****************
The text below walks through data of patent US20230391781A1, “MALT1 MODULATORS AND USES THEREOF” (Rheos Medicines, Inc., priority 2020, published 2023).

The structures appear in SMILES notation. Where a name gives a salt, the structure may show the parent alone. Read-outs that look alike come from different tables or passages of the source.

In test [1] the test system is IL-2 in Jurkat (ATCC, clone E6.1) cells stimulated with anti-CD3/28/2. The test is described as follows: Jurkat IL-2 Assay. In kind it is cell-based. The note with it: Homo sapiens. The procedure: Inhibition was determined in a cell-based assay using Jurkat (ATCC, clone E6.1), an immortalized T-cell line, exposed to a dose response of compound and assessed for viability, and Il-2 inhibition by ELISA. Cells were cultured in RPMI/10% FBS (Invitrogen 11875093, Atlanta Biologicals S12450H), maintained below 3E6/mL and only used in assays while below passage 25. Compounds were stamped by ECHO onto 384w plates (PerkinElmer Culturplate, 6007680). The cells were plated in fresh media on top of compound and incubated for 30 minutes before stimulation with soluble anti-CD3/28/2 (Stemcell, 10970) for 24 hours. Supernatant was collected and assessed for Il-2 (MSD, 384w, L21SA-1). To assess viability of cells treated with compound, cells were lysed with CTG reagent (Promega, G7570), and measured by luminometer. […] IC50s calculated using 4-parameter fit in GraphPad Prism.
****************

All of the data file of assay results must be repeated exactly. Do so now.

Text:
The text below walks through data of patent US20230391781A1, “MALT1 MODULATORS AND USES THEREOF” (Rheos Medicines, Inc., priority 2020, published 2023).

The structures appear in SMILES notation. Where a name gives a salt, the structure may show the parent alone. Read-outs that look alike come from different tables or passages of the source.

In test [1] the test system is IL-2 in Jurkat (ATCC, clone E6.1) cells stimulated with anti-CD3/28/2. The test is described as follows: Jurkat IL-2 Assay. In kind it is cell-based. The note with it: Homo sapiens. The procedure: Inhibition was determined in a cell-based assay using Jurkat (ATCC, clone E6.1), an immortalized T-cell line, exposed to a dose response of compound and assessed for viability, and Il-2 inhibition by ELISA. Cells were cultured in RPMI/10% FBS (Invitrogen 11875093, Atlanta Biologicals S12450H), maintained below 3E6/mL and only used in assays while below passage 25. Compounds were stamped by ECHO onto 384w plates (PerkinElmer Culturplate, 6007680). The cells were plated in fresh media on top of compound and incubated for 30 minutes before stimulation with soluble anti-CD3/28/2 (Stemcell, 10970) for 24 hours. Supernatant was collected and assessed for Il-2 (MSD, 384w, L21SA-1). To assess viability of cells treated with compound, cells were lysed with CTG reagent (Promega, G7570), and measured by luminometer. […] IC50s calculated using 4-parameter fit in GraphPad Prism.